tv All the Presidents Men Revisited MSNBC July 3, 2017 8:00pm-10:01pm PDT
calm and steady about it. over the long pull we'll probably be all right, that no president is stronger than the whole country. and this is not a popular decision. >> you can see our entire interview with dan rargt the last word, msnbc.com. and that is the last award leaks. secret tapes. special prosecutors and presidential paranoia. when i hear those words today, they have a familiar echo to me. 40 years ago i made the movie "all the president's men" about how "washington post" reporters bob woodward and carl bernstein chased the watergate story from break-in to cover-up to the first president to resign his office. the story of the scandal stayed with me. and a few years ago i produced a documentary about woodward and bernstein's detective story to uncover the truth. and it struck me as prophetic and worth repeating today. we thought watergate changed america and our political process.
but did it? ♪ good evening. president nixon reportedly will announce his resignation tonight. vice president ford will become the nation's 38th president tomorrow. that word comes unofficially from aides and associates -- >> the president has been part of politics for 28 years now. part of the national political scene for about 24 of those years. and this appears to be the final day of his administration. >> tonight at 9:00 eastern daylight time the president of the united states will address the nation concerning developmentsoday and over the last few days. this has of course been a difficult time. >> this is indeed an historic day.
the only time a president has ever resigned from office in our nearly 200 years of history. you see the white house there. in just a few moments now president nixon will be appearing before the people perhaps for the last time as president of the united states. >> have you got an extra camera in case the lights go out? >> 15 seconds to air. >> i know. >> this was much worse than we thought. nixon was worse than we thought. what happened was worse than we thought. >> he violated the law. he compromised the office. and he left a deep and wide black mark in american presidential history. >> no, there will be no picture. just take it right now. this is right after the broadcast. you got it? come on. okay. that's enough.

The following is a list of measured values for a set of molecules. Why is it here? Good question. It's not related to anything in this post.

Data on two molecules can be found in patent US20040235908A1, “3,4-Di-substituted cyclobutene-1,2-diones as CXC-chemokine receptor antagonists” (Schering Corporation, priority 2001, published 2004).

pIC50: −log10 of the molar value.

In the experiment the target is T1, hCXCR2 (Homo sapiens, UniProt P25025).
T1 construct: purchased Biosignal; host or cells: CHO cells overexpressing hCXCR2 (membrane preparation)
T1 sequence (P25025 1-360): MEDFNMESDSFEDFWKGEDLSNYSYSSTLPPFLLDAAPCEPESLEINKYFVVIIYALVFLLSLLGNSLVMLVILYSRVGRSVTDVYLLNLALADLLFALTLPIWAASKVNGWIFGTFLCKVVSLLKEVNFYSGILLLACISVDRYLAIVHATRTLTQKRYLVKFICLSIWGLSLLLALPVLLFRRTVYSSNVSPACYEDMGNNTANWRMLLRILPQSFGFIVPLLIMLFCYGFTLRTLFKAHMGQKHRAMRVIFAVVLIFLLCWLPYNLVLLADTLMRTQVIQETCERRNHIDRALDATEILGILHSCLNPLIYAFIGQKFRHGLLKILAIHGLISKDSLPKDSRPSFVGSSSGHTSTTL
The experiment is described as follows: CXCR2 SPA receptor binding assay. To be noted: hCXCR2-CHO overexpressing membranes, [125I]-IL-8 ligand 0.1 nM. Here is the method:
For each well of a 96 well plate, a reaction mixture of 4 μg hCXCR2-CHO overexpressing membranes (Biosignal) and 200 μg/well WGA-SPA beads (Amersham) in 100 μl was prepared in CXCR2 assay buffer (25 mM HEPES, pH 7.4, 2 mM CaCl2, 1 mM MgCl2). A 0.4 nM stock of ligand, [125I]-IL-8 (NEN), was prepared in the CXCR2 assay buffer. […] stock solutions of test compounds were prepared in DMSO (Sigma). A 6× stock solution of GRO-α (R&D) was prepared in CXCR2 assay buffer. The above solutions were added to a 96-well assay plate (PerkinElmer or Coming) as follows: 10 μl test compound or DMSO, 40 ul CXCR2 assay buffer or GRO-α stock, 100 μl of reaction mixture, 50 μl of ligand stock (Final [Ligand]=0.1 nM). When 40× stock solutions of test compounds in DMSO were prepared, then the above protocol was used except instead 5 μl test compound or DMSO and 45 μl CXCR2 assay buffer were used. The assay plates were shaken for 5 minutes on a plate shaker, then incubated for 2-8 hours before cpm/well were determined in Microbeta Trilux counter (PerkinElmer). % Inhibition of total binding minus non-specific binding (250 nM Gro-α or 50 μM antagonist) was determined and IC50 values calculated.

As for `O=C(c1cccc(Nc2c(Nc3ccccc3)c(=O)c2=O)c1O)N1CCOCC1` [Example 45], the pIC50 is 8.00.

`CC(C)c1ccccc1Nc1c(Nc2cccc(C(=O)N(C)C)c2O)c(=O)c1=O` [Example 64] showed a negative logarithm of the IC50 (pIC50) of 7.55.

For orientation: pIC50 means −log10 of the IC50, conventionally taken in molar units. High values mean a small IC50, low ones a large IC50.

my friend ollie always wants to take a lot of pictures. i'm afraid he'll catch me picking my nose. >> i can't believe that guy was president of the united states because he is just branded in our national memory as a crook. and i think it's really important to understand the wrong approach to executive power that led nixon to those crimes. >> you want a level, don't you? yes, yes. good evening. this is the 37th time i have spoken to you from this office, where so many decisions have been made that shaped the history of our nation. need any more? >> there was good in him. he had been a good vice president. but he was a fatally flawed man and a fatally flawed president. >> richard nixon, a guy who had been a hero to millions of americans, here's a guy who received more votes than anybody else in the history of this country.